LINCOLN HIGHWAY NEWS IS A BLOG BY BRIAN BUTKO
The historic Coffee Pot along the Lincoln Highway in Bedford PA has made the news as a possible waste of taxpayer money — but the story is unfounded. Here are a couple news reports.
A handful of Republican Senators really have a knack for rooting out waste in our transportation system — but only the kind of “waste” that is imaginary.
Contrary to claims by Senator John McCain, this giant coffee pot in central Pennsylvania received zero dollars from the Transportation Enhancements program. Despite their claims to fiscal responsibility, Senators Jim Coburn, John McCain and Rand Paul haven’t zeroed in on egregious transportation boondoggles like the $1.7 billion cloverleaf in Wisconsin or the $5.2 billion highway to nowhere outside Houston.
Nope. These “fiscal watchdogs” have taken aim at a $900 million program that provides the majority of the nation’s bike and pedestrian infrastructure. And they’ve used some wild and colorful examples to support their position. Senators Paul and McCain said the Transportation Enhancements program has been used to pay for — no kidding — a “turtle tunnel” and a giant roadside coffee pot.
But this weekend the Associated Press looked into these claims as part of their “Fact Check” feature and found the senators “exaggerated and misrepresented some projects” in their attack. Brent Hugh at the Missouri Bike and Pedestrian Federation breaks down how the AP report should inject some common sense back into the discussion:
The fact check is unusual — every supposedly horrible example of Transportation Enhancements spending is completely debunked. Each example turns out to be either grossly exaggerated or completely misleading. That’s not surprising, because Transportation Enhancements is the single largest source of funding for bicycle and pedestrian funding in the U.S. today, and those projects are important, popular, and much needed.
Also from the AP:
Sen. Tom Coburn, R-Okla., raised the issue last month when he temporarily blocked action on a transportation bill. He said he wanted to allow state transportation departments to use all their federal aid on basic needs such as roads, bridges and tunnels, instead of setting some aside for enhancements.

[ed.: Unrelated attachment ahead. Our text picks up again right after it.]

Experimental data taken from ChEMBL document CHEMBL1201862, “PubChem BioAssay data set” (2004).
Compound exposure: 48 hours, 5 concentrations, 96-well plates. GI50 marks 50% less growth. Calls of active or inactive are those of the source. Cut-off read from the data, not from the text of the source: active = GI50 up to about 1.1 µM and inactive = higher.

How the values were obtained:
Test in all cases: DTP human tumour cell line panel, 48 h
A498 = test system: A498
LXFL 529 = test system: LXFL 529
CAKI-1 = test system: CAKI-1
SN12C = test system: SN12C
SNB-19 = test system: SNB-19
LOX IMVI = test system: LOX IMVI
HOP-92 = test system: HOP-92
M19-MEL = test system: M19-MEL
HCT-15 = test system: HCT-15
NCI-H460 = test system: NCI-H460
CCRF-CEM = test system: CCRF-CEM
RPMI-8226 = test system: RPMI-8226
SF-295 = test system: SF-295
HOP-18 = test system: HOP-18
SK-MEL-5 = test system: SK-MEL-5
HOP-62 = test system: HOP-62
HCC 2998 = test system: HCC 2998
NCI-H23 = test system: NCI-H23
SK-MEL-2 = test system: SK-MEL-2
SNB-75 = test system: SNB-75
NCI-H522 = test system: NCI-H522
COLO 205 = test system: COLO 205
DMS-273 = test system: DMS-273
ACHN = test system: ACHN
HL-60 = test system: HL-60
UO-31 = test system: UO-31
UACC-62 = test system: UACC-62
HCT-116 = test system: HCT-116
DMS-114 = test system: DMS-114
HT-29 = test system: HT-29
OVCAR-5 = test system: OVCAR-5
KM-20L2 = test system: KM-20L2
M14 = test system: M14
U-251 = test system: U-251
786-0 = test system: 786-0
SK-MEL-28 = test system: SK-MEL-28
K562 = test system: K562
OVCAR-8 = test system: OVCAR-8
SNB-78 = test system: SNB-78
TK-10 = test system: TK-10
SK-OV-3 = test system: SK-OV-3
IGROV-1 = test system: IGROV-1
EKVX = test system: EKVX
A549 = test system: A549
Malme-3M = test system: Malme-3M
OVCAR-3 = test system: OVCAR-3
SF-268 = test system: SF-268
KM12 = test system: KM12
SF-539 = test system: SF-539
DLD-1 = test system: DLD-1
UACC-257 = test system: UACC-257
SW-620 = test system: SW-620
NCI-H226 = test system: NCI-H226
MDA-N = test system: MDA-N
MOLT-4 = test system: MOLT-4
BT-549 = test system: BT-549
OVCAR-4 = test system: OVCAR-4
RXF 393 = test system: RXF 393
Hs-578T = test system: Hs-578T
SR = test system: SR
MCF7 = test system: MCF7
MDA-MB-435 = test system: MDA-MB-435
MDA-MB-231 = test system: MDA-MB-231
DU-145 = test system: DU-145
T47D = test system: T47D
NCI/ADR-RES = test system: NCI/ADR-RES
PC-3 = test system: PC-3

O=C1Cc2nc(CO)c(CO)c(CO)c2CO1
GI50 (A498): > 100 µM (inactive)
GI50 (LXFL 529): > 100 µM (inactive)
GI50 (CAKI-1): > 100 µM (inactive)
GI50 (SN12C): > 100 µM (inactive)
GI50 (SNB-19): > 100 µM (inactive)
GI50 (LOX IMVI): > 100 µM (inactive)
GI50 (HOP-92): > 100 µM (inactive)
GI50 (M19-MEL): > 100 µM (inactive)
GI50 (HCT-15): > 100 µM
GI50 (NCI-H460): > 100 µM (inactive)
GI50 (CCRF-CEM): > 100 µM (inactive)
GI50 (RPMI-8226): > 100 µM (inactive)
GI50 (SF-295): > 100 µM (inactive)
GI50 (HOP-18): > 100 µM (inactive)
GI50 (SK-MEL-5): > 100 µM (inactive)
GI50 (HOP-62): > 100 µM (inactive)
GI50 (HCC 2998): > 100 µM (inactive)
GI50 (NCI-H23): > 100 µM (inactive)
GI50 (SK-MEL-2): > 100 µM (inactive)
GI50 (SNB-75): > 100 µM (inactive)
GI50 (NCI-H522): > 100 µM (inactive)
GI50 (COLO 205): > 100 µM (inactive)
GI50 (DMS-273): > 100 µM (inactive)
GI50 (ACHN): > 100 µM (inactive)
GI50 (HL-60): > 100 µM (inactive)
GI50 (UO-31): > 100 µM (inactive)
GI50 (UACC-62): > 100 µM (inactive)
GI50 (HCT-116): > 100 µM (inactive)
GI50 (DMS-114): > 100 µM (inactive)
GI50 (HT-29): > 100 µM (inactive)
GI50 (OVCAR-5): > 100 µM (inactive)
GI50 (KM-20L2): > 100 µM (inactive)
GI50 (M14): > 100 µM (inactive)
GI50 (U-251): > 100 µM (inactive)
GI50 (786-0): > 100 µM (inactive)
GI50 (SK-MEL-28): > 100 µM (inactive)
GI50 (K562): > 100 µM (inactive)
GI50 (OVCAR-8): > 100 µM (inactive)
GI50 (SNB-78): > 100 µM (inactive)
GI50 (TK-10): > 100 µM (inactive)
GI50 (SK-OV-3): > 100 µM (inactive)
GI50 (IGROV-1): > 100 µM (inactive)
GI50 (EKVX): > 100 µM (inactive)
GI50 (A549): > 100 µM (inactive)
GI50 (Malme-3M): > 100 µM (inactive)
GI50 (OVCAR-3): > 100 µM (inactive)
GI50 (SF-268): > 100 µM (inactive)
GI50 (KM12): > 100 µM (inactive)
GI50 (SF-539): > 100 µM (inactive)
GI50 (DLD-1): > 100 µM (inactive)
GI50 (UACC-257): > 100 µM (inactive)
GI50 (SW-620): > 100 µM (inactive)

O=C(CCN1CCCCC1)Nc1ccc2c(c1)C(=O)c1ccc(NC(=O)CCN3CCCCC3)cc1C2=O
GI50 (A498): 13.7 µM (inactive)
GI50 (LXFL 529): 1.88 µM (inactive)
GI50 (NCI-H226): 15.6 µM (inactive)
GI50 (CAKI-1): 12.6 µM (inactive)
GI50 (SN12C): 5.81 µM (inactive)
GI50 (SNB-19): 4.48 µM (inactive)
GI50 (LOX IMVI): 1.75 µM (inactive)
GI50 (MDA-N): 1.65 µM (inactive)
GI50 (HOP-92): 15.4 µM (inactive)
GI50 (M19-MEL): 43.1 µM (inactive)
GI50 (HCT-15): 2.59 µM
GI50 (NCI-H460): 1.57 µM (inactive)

“We are not pouring asphalt, we are not laying concrete, we are not decreasing congestion, and we are not increasing safety,’’ Coburn complained. He produced a list of 39 projects that he said exemplify extravagance at a time when states don’t have enough money to repair structurally deficient bridges.
Coburn picked his examples from the more than 25,000 projects that have received money since Congress established the enhancement set-aside nearly two decades ago.
First on the list: the Lincoln Highway 200-Mile Roadside Museum in south-central Pennsylvania. It was described as receiving $300,000 in 2004 for signs, murals, colorful vintage gas pumps painted by local artists and refurbishing of a former roadside snack stand from 1927 that’s shaped like a giant coffee pot.
Sen. John McCain, R-Ariz., was apparently working from Coburn’s list two weeks ago when he offered an amendment to narrow the types of projects eligible for enhancement funds.
“Pennsylvania ranks first out of all states for deficient bridges. Yet it seems to be more important to furbish large roadside coffee pots,’’ McCain said.
But no transportation aid was spent on the coffee pot’s $100,000 restoration, said Olga Herbert, executive director of the Lincoln Highway Heritage Corridor. The money was raised entirely from preservation and civic organizations and local supporters.
“We did not use any of this $300,000 award for anything to do with the coffee pot,’’ she said. “It’s interesting that nobody from Senator Coburn’s office called me about this.’’